Gannon and Nichols v. Iowa Board of Regents

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Gannon and Nicholsvs.Iowa Board of Regents
Number: 692 N.W.2d 31
Year: 2005
State: Iowa
Court: Iowa Supreme Court
Other lawsuits in Iowa
Other lawsuits in 2005
Precedents include:
This case eliminated the requirement for malicious intent when applying the public records law to private corporations.
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Gannon and Nichols v. Iowa Board of Regents was a case before the Iowa Supreme Court in 2005 concerning the applicability of open records to private corporations functioning in a public capacity.

Important precedents

This case eliminated the requirement for malicious intent when applying the public records law to private corporations.[1]

Background

  • The Iowa State College Foundation was incorporated in 1958 with the explicit permission of the Iowa Board of Regents and by the president of the University. Its stated goal is to invest money into the University and all of its assets revert to the state upon dissolution. The board of directors for the Foundation includes the president of the college and the president of the board of regents.
  • In 1980 the College Foundation incorporated the Iowa State University Achievement Foundation, whose stated goal was to invest funds into the University of Iowa and develop and cultivate donors to the university. Its funds would also revert to the state if it were dissolved. In 1988 it changed its name to the Iowa State University Foundation (Foundation). Three members of the Foundation's board are also members of the board of regent and the President of the University.
  • Prior to 2001 the Foundation was staffed by University employees and housed in University buildings. In October 2001, the University altered this policy, agreeing to lease employees to the Foundation until the Foundation could develop its own pay scale.
  • On August 21, 2002, the University and the Foundation entered into an open ended vague service agreement wherein the Foundation would provide the University with its fund-raising expertise and the University would pay the foundation some non-specific amount of money. In 2002, the University agreed to pay $750,000 annually.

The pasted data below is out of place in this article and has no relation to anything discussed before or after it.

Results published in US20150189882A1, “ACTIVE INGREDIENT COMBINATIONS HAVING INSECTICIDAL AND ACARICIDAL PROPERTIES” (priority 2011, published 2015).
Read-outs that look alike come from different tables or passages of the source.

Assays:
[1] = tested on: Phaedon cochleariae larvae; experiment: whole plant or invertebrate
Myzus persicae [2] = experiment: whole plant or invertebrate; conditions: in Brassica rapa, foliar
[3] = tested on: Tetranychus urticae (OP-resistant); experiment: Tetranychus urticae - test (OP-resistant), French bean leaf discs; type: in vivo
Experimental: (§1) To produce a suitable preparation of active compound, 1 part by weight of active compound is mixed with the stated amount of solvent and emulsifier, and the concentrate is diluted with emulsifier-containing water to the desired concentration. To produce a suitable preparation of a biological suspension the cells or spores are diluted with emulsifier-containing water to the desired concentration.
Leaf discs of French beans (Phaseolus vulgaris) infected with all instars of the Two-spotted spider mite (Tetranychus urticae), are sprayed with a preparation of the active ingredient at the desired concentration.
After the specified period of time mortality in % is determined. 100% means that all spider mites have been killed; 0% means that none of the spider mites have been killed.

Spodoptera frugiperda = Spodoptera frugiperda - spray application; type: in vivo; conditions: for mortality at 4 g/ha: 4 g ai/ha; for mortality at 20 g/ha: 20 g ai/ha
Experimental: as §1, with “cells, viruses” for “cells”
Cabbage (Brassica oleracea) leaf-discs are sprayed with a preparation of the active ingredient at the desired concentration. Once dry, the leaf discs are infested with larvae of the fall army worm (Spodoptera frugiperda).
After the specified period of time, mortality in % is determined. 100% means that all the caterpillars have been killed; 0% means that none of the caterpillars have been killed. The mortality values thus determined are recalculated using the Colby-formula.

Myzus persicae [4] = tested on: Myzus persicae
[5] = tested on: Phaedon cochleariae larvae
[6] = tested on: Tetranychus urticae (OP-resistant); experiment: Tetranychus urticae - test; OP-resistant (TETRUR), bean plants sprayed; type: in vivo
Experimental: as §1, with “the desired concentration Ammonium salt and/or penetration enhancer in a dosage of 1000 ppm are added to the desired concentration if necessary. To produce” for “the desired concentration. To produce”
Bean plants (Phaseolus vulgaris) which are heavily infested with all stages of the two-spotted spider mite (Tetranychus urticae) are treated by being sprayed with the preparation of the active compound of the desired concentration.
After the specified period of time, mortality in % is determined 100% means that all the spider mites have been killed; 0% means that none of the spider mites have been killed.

• Currently, the Foundation employees its own staff and has its own offices located off campus. It manages funds donated to the Foundation and funds granted to the Foundation by the University for investment purposes.
  • The University, however, reserves the right to audit the Foundation once a year. The University also granted the Foundation access to all of its resources including benefits packages, legal support and its facilities. Employees of the foundation are granted all of the same benefits and perks as University employees. The Foundation is also granted access to sealed files and permitted to use the University's logo.
  • In November 2001, Mark Gannon and Arlen Nichols submitted a request to the Iowa Board of Regents for access to all of their financial and meeting records since 1990.
  • The board rejected the request claiming it was a private corporation not subject to the act.
  • In May 2002, Gannon submitted a similar request to the Iowa State Foundation. THe foundation surrendered its tax forms for the past three years but withheld the remainder of the information, also claiming that it was a private corporation and not subject to the law.
  • In August 2002, Gannon siled suit against both parties alleging that they were public bodies and that their records should be subject to the Iowa Open Records Law.
  • The Trial Court ruled in favor of the University, permitting the documents to remain sealed.[1]

Ruling of the court

The trial court determined that the Foundation did not qualify as a public body under the open records law. The court felt that the close ties to the University were not sufficient to render the Foundation a public body. The further supported this, claiming that obtaining donations and investing those funds is not a required function of the University and thus the University was not transferring its functions to an outside party. It went on to determine that the donations made directly to the foundation were not public records as they were donated to a private institution. The court did state that Gannon could gain access to the records of funds donated by the University with a simple records request from the University.

The Court of Appeals overturned the decision of the trial court, claiming that the Foundation clearly performs a government function based on the contract it entered into with the University and is thus subject to the Iowa Open Records Law. The court adopted a more expansive definition of functions for the University and included any function that may help accopmplish its stated goals of providing a high quality education. The Court also eliminated the need for an intent to conceal records in order for a private entity to be considered a public body. Thus, the court determined that the Foundation was in fact a public body and required the Foundation to release the records in question.[1]

Associated cases

See also

External links

References